Russell, Bertrand. History of Western Philosophy (1946)

January 23, 2007

“A man may be pardoned if logic compels him, regretfully, to reach conclusions which he deplores, but not for departing from logic in order to be free to advocate crimes.”

If you are looking for a crash course in Philosophy, Bertrand Russell’s History of Western Philosophy is a excellent place to start. Russell manages to cover everything from the beginnings of Greek Philosophy to the beginning of the twentieth century (you’ll have to turn somewhere else for more modern philosophy, but you’ll have the background at least).

What this book manages to do that is missed in a lot of Philosophy texts is to put the particular discussion into its historical and social perspective. I think that this is particularly important with philosophy, because Philosophy and social/scientific/political thought interweave with each other so much. A full understanding of the circumstances helps to guide the reader towards the “why” of the development of certain thoughts.

While this book by no means follows law as its sole motivation (there is alot of physics and metaphysics and teleology and logic and other lofty ideas that were way above my head), it does cover extensively the philosophies that stand behind the development of law and politics. However, Russell avoids the weak argument that legal and political developments always occured as a result of philosophical developments. The two are much to intertwined for that argument to hold any water; instead, Russell works to display the interconnectedness of the two schools of thought.

I won’t spend much time attempting to summarize the book as it is along and arduous read, which would make my summary ramble. However it might be helpful to point out the major legal themes that are encompassed in each of the three sections of the book.

The first section, “Ancient Philosophy,” mainly traces Greek influences on western philosophy. In this section there is a fairly easy to read discussion of the development of the City-State and of the differing governmental styles in ancient Greece (mainly those of Sparta and Athens). Next, Russell tackles “Catholic Philosophy” in book two. The significant legal discussion in this section of the book is that on the tension between the Pope and Emperor in their battle for supremacy, which had quite a dramatic effect on not only philosophy but also on both canon and civil law. The last section of the book is “Modern Philosophy,” and in this section the reader will be able to trace the roots of liberalism and socialism as the two major competing political forms of the modern world. I would especially commend you to chapter XIV “Locke’s Political Philosophy,” which gives a very concise review of Lockes philosophy and the effect it has had.

As a final note, I might mention that Russell was writing this during WWII so there a numerous references as to how certain philosophies are reflected in the politics of that era.

History of Western Philosophy (Routledge Classics)
Betrand Russell

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Trollope, Anthony. The Warden (1855).

January 8, 2007

‘Law!’ said Bunce, with all the scorn he knew how to command – ‘law! Did ye ever know a poor man yet was the better for law, or for a lawyer?’

Anthony Trollope, in this wonderful little piece of Victorian literature, writes about a will and the three competing claims as to how that will should be administered. In the book, a charitable fellow wrote up a will that created an alms house. It was to be supported by the lands that were given with it and any residue from these funds was to be given to the warden who would oversee the elderly who lived there. In modern times the lands had increased in value and the Warden recieved £400 a year from his post (which was given to him by the church).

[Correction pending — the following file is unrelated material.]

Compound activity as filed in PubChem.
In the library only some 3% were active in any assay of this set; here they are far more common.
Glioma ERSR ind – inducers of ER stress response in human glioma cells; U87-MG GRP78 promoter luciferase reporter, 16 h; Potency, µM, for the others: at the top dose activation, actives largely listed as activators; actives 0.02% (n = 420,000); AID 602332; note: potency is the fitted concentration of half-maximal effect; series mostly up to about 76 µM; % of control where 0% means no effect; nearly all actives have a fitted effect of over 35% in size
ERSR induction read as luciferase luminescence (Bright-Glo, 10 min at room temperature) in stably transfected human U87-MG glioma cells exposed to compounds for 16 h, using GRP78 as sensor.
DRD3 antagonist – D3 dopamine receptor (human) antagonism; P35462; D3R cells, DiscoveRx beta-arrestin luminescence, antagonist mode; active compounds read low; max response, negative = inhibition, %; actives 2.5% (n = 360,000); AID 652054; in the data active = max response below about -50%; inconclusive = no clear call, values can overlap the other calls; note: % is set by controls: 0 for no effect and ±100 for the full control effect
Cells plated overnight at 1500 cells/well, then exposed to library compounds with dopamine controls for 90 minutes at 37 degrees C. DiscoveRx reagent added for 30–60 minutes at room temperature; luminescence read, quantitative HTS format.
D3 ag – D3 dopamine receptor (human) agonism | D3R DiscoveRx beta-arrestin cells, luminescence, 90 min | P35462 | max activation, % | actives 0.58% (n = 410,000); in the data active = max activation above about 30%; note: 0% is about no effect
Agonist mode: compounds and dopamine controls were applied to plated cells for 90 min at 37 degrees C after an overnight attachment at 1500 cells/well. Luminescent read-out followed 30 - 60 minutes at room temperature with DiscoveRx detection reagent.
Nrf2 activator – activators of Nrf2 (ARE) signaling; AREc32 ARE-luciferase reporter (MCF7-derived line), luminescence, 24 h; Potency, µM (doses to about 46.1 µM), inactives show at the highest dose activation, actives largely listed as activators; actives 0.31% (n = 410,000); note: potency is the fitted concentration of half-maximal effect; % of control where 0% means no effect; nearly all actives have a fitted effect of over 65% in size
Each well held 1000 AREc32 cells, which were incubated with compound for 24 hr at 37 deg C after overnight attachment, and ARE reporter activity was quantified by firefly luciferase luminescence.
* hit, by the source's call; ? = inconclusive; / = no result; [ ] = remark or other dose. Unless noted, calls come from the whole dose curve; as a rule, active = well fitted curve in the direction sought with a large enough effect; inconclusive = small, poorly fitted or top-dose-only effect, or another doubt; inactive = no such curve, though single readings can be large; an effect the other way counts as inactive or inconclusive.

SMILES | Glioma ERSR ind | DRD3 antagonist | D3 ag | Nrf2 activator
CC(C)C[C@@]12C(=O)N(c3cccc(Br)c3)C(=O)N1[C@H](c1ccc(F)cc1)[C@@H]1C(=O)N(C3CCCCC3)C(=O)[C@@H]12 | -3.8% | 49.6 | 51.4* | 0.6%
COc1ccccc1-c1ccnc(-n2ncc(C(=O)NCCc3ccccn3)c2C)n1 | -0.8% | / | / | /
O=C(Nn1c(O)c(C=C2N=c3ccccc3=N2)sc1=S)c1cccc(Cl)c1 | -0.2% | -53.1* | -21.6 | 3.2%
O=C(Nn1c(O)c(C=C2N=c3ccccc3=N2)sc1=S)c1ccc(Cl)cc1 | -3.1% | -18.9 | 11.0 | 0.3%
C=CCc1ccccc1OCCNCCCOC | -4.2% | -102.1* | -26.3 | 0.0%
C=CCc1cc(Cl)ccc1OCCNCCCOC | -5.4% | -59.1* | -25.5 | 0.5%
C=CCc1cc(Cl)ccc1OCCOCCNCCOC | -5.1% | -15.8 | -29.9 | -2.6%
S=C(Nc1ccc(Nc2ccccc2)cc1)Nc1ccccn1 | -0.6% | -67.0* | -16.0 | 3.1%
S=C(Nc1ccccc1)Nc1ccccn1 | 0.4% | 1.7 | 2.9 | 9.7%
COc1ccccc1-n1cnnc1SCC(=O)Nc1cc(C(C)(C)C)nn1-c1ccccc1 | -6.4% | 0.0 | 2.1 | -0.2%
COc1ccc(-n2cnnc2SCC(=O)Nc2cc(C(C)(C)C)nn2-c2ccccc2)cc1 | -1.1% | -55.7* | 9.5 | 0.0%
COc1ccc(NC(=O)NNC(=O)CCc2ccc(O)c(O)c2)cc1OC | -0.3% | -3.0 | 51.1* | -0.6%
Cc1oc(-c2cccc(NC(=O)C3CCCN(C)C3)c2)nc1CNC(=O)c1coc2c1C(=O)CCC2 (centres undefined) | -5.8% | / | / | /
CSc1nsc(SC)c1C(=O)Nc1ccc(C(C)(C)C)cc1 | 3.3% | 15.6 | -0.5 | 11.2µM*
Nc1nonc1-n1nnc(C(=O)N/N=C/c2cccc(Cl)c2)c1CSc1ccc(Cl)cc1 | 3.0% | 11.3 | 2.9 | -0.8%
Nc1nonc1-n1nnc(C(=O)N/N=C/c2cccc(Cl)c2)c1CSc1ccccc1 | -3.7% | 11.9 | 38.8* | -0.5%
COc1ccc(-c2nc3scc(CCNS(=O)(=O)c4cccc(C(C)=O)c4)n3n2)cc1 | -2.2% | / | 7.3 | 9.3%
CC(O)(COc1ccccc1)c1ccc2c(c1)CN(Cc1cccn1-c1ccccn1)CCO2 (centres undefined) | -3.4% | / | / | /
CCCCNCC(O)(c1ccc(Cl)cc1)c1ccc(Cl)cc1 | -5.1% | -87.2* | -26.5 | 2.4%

In the book a reformer, John Bold, can’t leave well enough alone and he files a suit on behalf of the tenants to get them a share of the money that goes to the warden, at the time a Rev. Harding. The book circles around the impacts of Mr. Bold’s actions in the small community.

The legal implications for the novel involve competing claims for justice. Trollope never gives the text of the will concerned, so one cannot make any assertions as to the true intent of the will, however, there are three different parties seeking a form of justice from the will.

First, John Bold and the bedesmen of the house seek justice in the form of reapportionment of wealth. These men have their every need attended to in the alms house and recieve a small allowance on top of that, yet they feel that they should have more of the funds than they currently get.

Next, the church who has the power to grant the post of warden seeks justice in the form of the status quo. It feels that the wardenship is justified as is.

Finally, Rev. Harding seeks justice in that he wants what is right. He cares not whether he keeps or loses the wardenship, only that the funds are administered justly.

The suit, before it is retracted (due to the love interest in the novel), is being handled by a top barrister who intends to win on a technical matter. This is not good enough for Rev. Harding, he wants to be told whether he is or is not entitled to the money, and when no one gives him a straight answer he resigns. This throws off the balance of justice, as he was the only person with the bedesmen’s best interest in mind – Bold was only after fiscal equality and the church sought only to retain a valuable post to administer. The alms house goes into disrepair and no new warden is appointed. The bedesmen lose their friend (Rev. harding) and his salary is not reapportioned, so in the end they suffer all the more.

The Warden (Modern Library Classics)
Anthony Trollope